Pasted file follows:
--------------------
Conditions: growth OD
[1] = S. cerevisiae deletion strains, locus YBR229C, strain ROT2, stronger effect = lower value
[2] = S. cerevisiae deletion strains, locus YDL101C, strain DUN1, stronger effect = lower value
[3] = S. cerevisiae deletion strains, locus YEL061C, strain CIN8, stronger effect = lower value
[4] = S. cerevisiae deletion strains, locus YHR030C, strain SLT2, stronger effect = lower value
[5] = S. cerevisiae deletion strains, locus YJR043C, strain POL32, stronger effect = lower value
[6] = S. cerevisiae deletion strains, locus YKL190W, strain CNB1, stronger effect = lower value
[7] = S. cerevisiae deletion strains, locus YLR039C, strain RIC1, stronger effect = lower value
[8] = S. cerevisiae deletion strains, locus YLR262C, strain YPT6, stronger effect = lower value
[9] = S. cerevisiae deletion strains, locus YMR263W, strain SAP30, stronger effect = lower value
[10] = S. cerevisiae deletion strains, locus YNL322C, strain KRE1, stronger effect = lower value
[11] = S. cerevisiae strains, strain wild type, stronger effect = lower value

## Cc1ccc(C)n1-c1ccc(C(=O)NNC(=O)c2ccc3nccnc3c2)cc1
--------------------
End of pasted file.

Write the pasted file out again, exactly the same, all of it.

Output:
Conditions: growth OD
[1] = S. cerevisiae deletion strains, locus YBR229C, strain ROT2, stronger effect = lower value
[2] = S. cerevisiae deletion strains, locus YDL101C, strain DUN1, stronger effect = lower value
[3] = S. cerevisiae deletion strains, locus YEL061C, strain CIN8, stronger effect = lower value
[4] = S. cerevisiae deletion strains, locus YHR030C, strain SLT2, stronger effect = lower value
[5] = S. cerevisiae deletion strains, locus YJR043C, strain POL32, stronger effect = lower value
[6] = S. cerevisiae deletion strains, locus YKL190W, strain CNB1, stronger effect = lower value
[7] = S. cerevisiae deletion strains, locus YLR039C, strain RIC1, stronger effect = lower value
[8] = S. cerevisiae deletion strains, locus YLR262C, strain YPT6, stronger effect = lower value
[9] = S. cerevisiae deletion strains, locus YMR263W, strain SAP30, stronger effect = lower value
[10] = S. cerevisiae deletion strains, locus YNL322C, strain KRE1, stronger effect = lower value
[11] = S. cerevisiae strains, strain wild type, stronger effect = lower value

## Cc1ccc(C)n1-c1ccc(C(=O)NNC(=O)c2ccc3nccnc3c2)cc1